It was to be the first film of Film and Television Institute of India (FTII) direction alumnus from the batch of 1971, Vinay Shukla, and was initially called Wohi Baat. Shukla, known for writing more than 20 films including Ram Jaane (1995) and Virasat (1997), besides directing features such as Godmother (1999), Koi Mere Dil Se Poochhe (2002) and Mirch (2010), was at the time assisting director Raj Tilak on Mukti (1977), which starred Shashi Kapoor, Sanjeev Kumar and Vidya Sinha. The film’s cinematography was in the hands of Shukla’s FTII senior, KK Mahajan, while Pran Mehra was in charge of the film’s editing.
One day, in Mehra’s editing room in Prabhadevi, where he was editing the song Pyar Hai Ek Nishan Kadmon Ka, Shukla, with the typical bravado of a film school pass out, dared to suggest that Mehra delay his end cutting point in a the title shot of the film by 8 frames. Mehra looked at him and then at Raj Tilak, wondering who the hell he was and then to get back at him, actually went frame by fame, 8 frames down. Fortunately for Shukla, he too thought this was the better cut point and adjusted the shot, shifting his starting point down by 8 frames. Mighty impressed by him, Mehra then confided to Shukla that he was not likely to realize his dream of becoming a director but he would love to produce a film if the latter had a suitable story in mind for a film.
Shukla got Kamleshwar to write Sameera‘s story, which got approval from Mehra immediately. KK Mahajan readily came on board, both as a co-producer and cinematographer, while finance broker Hasmukh Shah agreed to raise funds for the film. Regarding the cast, Shukla, who had co-written the screenplay and dialogues of Parinay (1974), found his heroine in the film’s leading lady, Shabana Azmi. Having liked his performance in Tapasya (1976), Shukla opted for Parikshat Sahni as one of the male leads and for the other, he chose Mithun Chakraborty, fresh from just having acted in Mrinal Sen’s Mrigaya (1976) for which he would win the National Award for Best Actor. Sameera saw Mithun playing his first lead role in Bombay filmdom. And finally, Amol Palekar was brought in as the commentator or ‘sutradhar’ of the story.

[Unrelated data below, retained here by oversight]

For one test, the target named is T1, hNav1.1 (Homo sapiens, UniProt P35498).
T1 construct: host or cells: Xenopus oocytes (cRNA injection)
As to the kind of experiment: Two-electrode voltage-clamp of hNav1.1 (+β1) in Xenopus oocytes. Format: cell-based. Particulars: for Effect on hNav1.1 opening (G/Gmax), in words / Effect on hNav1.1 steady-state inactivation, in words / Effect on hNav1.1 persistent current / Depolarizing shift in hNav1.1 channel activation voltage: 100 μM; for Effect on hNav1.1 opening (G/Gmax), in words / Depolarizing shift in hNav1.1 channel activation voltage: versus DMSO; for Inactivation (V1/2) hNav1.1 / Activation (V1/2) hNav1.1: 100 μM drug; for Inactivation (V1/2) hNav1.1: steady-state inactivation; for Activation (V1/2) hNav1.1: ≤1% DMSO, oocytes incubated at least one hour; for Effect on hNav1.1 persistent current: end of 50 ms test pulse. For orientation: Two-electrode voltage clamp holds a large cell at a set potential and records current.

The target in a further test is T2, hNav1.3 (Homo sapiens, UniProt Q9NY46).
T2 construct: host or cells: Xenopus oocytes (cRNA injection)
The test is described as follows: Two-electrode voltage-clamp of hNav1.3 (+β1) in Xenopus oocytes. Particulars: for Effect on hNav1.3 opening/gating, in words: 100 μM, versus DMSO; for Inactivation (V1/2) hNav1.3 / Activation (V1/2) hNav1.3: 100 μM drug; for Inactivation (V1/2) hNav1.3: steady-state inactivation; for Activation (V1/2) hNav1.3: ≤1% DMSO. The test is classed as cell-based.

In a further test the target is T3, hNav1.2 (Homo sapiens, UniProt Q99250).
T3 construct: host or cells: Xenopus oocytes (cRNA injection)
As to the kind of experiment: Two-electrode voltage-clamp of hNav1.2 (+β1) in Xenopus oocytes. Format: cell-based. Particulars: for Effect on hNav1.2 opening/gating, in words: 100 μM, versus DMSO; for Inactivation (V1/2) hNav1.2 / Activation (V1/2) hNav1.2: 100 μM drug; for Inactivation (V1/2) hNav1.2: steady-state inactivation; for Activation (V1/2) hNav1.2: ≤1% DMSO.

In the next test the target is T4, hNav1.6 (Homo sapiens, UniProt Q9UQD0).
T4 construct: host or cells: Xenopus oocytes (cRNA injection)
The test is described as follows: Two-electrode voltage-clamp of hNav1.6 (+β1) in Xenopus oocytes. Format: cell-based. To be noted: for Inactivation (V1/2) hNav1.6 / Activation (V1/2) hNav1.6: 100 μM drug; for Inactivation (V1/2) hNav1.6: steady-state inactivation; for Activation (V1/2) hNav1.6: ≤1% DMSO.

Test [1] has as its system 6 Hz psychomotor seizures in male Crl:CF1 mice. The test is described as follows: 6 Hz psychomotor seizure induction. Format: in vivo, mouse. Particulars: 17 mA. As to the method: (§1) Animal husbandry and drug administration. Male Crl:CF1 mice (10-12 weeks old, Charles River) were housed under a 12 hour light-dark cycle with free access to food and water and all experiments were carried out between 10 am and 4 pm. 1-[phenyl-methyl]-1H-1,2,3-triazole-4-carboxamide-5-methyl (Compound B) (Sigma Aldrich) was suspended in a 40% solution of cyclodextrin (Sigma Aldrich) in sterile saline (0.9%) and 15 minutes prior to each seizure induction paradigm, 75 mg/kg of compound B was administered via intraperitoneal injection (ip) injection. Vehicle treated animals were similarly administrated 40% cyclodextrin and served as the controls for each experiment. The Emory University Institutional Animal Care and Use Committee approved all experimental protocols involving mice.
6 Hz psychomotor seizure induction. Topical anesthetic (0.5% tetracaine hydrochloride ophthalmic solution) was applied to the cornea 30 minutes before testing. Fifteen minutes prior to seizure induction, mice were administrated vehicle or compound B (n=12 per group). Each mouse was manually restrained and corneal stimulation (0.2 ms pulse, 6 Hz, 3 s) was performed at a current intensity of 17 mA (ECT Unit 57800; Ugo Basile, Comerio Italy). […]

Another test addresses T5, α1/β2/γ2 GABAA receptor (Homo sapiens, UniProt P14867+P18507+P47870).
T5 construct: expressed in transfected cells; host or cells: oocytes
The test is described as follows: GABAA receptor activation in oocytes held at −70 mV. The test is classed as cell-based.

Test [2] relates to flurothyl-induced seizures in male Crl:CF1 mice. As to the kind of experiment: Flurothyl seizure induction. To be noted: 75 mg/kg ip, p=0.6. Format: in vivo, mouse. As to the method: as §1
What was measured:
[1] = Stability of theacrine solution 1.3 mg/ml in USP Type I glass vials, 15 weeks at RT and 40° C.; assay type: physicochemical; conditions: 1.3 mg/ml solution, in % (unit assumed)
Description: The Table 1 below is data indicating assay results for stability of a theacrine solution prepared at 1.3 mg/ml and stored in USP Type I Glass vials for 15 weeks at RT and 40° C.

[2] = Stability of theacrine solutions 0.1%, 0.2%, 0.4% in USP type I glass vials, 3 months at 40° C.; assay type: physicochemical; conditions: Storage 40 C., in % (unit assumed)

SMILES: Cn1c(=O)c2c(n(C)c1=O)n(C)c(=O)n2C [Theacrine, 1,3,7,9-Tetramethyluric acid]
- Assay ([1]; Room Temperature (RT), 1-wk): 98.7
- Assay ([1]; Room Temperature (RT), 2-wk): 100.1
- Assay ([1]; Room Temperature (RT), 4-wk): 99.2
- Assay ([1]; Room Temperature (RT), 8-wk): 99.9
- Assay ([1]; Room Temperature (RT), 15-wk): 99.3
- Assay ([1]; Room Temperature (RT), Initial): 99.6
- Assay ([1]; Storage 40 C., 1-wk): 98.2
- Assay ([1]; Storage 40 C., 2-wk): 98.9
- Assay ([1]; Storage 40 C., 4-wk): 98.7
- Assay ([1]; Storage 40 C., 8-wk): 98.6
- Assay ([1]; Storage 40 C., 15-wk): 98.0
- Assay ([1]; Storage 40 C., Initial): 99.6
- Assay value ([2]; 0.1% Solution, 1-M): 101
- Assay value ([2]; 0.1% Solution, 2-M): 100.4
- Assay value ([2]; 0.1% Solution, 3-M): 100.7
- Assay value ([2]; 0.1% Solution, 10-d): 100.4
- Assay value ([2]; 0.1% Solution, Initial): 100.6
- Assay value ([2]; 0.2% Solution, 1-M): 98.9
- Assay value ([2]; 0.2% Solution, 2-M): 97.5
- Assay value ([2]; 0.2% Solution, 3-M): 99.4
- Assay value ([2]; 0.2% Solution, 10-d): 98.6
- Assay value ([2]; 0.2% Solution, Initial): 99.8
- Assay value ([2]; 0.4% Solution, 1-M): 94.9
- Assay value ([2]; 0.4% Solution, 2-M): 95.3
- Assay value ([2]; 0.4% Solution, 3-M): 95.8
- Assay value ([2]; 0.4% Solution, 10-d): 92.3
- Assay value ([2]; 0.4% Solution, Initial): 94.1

The film was shot in 1977 in 29 days over two schedules. Shukla recalled he treated the subject rather subtly and differently, inspired by the European cinema he had seen at the FTII, with considerable help from KK Mahajan’s evocative lensing. Sameera (Shabana Azmi) is married to ambitious civil engineer, Prashant (Parikshat Sahni), who is transferred to a remote location where a dam is being constructed. While they are in love, Prashant gives his work priority and keeps making frequent trips to Bombay, now Mumbai, to pursue his promotion, neglecting Sameera in the process. On one of these trips, Sameera falls ill. She is looked after by Prashant’s deputy, Nakul (Mithun Chakraborty), and in the process they get involved with each other. Sameera and Prashant part ways and the now promoted Prashant leaves – literally handing over his job and home to Nakul. Nakul and Sameera get married. But her guilt over what happened earlier when Prashant was away, coupled with Nakul’s increased workload see a repeat in Sameera’s life. This marriage too hits rocky waters when Prashant returns and helps the couple to resolve their issues and save their marriage.
The film’s music was scored by Jaidev, who composed 4 beautiful songs for the film. Initially, Sahir Ludhianvi was to write the lyrics for the songs but sadly, he fell ill and much to Shukla’s disappointment, backed out of the film. Naqsh Lyallpuri then stepped into Ludhianvi’s formidable shoes and did a wonderful job particularly with the two versions of Zehar Deta Hai Mujhe Koi Dawa Deta Hai, sung by Bhupinder Singh and Asha Bhosle respectively.
After the filming was over, the original title was thought to be too heavy and the film was named after its central character, Sameera. Following the film’s edit, Hasmukh Shah thought it best to try and sell the film first, get more funds in and then complete the film. However, both Shukla and Mahajan felt that as the film did not adhere to typical Hindi film tropes, it was better to complete the post production completely and then try to market the finished film. Shah won out but as Mahajan and Mehra were both not the typical pushy producers, work on the film came to a halt. In the midst of all this, tragically, Mehra passed away on November 6, 1978.
Sameera was finally completed and censored in 1981 and was shown as part of the Indian Panorama at the International Film Festival of India in 1983 where it was appreciated by all who saw it. Sadly though, the film was thereafter unable to manage a theatrical release and remains unreleased to this day. Even the National Film Archive of India (NFAI) at the time somehow did not request the makers for a copy of the film’s print, considering its showing at the Indian Panorama. This is all the more heartbreaking as the sole remaining print has now deteriorated over time and is no longer in any sort of shape for projection.
Photographs courtesy Vinay Shukla.